Monster Seminar JAM - Acoustic Smog: Undersea Noise Effects on Whales and Other Marine Life
Dr. Lindy Weilgart, Dalhousie University
The issue of ocean noise pollution is steadily increasing in crescendo with a greater awareness of the effects on whales of military sonars, seismic surveys for oil and gas, shipping, etc. There is no doubt now that noise can kill cetaceans in addition to causing other, more subtle, impacts. Recent strandings have indicated that more species are impacted by noise than previously thought, that whales can be killed at sea by military sonars without stranding, that noise sources besides sonars may cause strandings, and that whales may strand due to noise without evidence of acoustic trauma. Moreover, there are concerns that strandings, as well as other noise impacts, may represent population-level effects. Studies on fish, squid, and crabs also indicate serious reactions to undersea noise. Expanded naval sonar testing ranges are being proposed, the search for oil and gas is expanding into deeper waters, and shipping is increasing, so the problem is likely to worsen. The most effective mitigation is to keep noise away from biologically significant areas and reduce noise levels at the source through technological innovations. Noise levels should be monitored in critical habitat and correlated with ecosystem and population health. Stranding investigations and reports need to be open, transparent, timely, and accessible to the public. Additionally, research on the effects of noise on marine mammals should not be directly sponsored by noise producers, so as to avoid actual and perceived conflicts of interest.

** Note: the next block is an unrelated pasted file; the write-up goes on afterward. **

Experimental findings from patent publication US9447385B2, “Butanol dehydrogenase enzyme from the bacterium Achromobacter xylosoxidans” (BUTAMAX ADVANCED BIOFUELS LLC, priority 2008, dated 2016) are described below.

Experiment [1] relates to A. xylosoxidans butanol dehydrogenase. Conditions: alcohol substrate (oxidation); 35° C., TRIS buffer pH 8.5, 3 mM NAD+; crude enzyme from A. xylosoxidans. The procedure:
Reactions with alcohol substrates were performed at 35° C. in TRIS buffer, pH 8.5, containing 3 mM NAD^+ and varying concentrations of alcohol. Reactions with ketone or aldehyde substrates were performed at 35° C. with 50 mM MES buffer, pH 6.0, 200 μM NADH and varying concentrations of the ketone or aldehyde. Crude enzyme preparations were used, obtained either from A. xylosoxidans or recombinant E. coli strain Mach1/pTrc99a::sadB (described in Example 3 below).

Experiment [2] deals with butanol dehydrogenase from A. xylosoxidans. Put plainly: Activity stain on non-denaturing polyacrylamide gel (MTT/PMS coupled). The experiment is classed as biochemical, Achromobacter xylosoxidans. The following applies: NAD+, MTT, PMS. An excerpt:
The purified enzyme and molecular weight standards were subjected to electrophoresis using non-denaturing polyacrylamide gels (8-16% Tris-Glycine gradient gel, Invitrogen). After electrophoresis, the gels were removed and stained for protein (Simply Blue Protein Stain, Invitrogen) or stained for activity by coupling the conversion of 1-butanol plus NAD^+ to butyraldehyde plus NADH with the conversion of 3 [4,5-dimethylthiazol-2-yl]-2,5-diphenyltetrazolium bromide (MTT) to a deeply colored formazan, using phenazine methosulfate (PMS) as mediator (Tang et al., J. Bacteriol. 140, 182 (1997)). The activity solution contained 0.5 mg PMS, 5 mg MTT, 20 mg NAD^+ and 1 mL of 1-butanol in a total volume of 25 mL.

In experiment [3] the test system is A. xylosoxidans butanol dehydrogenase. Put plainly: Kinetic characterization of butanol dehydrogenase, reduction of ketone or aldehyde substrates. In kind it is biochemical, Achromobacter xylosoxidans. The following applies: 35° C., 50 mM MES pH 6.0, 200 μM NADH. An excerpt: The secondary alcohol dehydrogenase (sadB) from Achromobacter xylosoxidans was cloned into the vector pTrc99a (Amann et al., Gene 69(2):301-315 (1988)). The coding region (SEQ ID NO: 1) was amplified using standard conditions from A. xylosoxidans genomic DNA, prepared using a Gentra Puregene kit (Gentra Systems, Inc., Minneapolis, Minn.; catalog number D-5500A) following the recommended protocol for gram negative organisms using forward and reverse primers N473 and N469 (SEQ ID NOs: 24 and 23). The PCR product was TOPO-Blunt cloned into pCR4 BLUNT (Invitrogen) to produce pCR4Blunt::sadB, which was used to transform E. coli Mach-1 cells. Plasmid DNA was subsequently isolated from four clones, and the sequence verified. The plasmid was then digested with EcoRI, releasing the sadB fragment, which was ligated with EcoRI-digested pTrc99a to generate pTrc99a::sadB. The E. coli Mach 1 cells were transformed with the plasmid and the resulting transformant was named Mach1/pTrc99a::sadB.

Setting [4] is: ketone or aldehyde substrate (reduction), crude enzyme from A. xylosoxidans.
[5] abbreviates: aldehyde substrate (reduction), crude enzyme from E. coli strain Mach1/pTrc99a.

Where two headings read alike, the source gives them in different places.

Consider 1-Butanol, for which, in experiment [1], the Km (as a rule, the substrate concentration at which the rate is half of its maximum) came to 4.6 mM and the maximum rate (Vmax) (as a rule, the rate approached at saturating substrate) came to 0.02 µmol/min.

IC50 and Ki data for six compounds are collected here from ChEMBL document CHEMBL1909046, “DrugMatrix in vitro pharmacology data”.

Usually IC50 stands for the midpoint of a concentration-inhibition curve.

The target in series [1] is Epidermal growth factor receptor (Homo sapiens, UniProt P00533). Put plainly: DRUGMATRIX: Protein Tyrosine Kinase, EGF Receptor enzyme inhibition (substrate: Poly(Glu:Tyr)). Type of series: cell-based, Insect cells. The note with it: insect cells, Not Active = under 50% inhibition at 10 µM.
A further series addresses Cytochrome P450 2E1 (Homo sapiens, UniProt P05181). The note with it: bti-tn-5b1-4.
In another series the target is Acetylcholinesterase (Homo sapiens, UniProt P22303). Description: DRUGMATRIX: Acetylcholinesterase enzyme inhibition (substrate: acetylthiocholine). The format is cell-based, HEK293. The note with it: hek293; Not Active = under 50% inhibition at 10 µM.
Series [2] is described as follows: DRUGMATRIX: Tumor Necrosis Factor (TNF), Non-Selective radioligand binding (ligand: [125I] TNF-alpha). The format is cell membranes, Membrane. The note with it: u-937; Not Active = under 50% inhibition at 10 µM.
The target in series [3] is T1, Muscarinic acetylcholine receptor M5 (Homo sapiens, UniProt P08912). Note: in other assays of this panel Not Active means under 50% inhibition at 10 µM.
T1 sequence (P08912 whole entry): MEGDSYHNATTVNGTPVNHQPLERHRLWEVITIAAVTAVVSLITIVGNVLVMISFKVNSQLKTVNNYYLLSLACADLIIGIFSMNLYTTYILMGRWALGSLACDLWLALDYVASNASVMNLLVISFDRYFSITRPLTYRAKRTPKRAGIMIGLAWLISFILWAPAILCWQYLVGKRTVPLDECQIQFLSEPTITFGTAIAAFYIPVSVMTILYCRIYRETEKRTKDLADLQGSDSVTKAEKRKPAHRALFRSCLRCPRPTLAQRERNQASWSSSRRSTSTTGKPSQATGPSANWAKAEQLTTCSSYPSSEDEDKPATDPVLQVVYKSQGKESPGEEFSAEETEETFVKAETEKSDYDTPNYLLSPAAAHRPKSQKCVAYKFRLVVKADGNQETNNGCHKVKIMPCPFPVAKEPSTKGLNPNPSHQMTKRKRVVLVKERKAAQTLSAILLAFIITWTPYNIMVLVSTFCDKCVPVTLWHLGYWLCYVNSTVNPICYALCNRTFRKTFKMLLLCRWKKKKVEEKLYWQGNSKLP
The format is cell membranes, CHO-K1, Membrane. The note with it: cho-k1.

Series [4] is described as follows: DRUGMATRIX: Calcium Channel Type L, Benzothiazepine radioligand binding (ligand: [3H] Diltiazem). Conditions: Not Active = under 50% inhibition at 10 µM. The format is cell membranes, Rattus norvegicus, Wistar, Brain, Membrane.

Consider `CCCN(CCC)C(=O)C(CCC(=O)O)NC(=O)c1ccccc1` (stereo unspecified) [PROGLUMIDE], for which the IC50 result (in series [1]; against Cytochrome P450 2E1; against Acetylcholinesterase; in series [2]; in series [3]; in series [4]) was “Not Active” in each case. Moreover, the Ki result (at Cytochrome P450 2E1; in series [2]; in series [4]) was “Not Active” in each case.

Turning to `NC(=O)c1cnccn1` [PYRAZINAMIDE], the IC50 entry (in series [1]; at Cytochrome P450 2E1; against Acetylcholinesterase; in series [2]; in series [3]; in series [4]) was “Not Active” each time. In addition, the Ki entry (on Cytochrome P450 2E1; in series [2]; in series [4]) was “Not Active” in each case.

Date and Time:
February 23, 2006,
11:00 am - 12:30 pm